3. Raise costs for most beneficiaries.
The federal government currently pays 75 percent of the cost of Medicare Part B, which covers doctors' services and outpatient care, with beneficiaries paying the remaining 25 percent through Part B premiums. Beneficiaries' share could be increased — for example, to 35 percent by 2019 under the bipartisan Lieberman/Coburn proposal, saving the government about $241 billion.
This plan also would change the annual Part B deductible (currently $165) and the Part A deductible for hospital stays (currently $1,132 for each hospital benefit period) into a combined annual deductible of $550. Since the vast majority of Medicare beneficiaries do not become hospitalized every year, this proposal would cost most people more money, but save Medicare an estimated $130 billion over 10 years. The super-committee also could increase copayments for some services so that beneficiaries pay a greater share of the cost.
4. Raise costs more for wealthier beneficiaries.
People with incomes over a certain level already pay higher premiums for Part B services and Part D prescription drug coverage. The super-committee could reduce these income levels so that more people pay the surcharges. Or it could require the wealthiest to pay premiums for Part A (hospital insurance), which has always been premium-free for everyone who has qualified for Medicare.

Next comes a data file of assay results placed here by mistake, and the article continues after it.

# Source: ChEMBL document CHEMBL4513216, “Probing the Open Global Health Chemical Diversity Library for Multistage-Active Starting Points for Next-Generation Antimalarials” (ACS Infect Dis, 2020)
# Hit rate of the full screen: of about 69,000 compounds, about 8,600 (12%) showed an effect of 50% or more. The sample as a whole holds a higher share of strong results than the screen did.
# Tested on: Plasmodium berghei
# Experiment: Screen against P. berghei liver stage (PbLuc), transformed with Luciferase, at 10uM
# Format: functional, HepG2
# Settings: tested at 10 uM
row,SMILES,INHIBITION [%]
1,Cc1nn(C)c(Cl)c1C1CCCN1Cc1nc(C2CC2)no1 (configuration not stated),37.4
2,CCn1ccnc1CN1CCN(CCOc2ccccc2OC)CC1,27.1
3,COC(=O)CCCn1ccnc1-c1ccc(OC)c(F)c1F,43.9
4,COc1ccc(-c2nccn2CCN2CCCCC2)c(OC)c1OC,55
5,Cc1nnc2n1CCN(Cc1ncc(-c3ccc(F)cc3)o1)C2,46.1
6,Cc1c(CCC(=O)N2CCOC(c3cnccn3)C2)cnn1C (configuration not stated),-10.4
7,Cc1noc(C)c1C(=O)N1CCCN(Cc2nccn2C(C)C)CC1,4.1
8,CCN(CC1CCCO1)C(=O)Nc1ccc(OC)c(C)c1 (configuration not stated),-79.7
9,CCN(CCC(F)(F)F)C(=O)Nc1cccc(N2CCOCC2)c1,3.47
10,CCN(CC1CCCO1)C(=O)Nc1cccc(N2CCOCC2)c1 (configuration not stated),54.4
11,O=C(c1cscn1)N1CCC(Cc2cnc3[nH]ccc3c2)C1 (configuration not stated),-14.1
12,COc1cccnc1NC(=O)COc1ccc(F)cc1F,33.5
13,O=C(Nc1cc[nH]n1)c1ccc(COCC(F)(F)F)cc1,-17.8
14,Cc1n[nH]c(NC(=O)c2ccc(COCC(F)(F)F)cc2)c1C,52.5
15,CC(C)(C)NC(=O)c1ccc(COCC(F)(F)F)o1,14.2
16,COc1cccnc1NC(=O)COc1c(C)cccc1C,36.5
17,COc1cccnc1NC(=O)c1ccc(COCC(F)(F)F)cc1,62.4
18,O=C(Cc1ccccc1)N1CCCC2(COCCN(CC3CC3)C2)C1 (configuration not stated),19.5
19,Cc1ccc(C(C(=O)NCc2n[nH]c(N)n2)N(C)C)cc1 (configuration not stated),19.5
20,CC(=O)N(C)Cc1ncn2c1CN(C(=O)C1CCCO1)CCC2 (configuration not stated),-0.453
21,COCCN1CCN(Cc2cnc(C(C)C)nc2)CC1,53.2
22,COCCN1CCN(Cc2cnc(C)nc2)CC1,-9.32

The Lieberman/Coburn plan raises costs for higher-income people in a different way. It creates an annual out-of-pocket spending limit of $7,500 for most beneficiaries, but wealthier people, depending on their income, would have to pay between $12,500 to $22,500 in deductibles and copays in a year before hitting their out-of-pocket cap.
5. Reduce help from medigap supplemental insurance.
This proposal has surfaced from time to time in the past. It's based on the idea that the 9 million people who buy private medigap policies to cover their Medicare deductibles and copays are insulated from the true cost of their care and therefore use more services. The Lieberman/Coburn plan would require policyholders to pay the first $550 of their annual out-of-pocket costs and would further limit medigap coverage.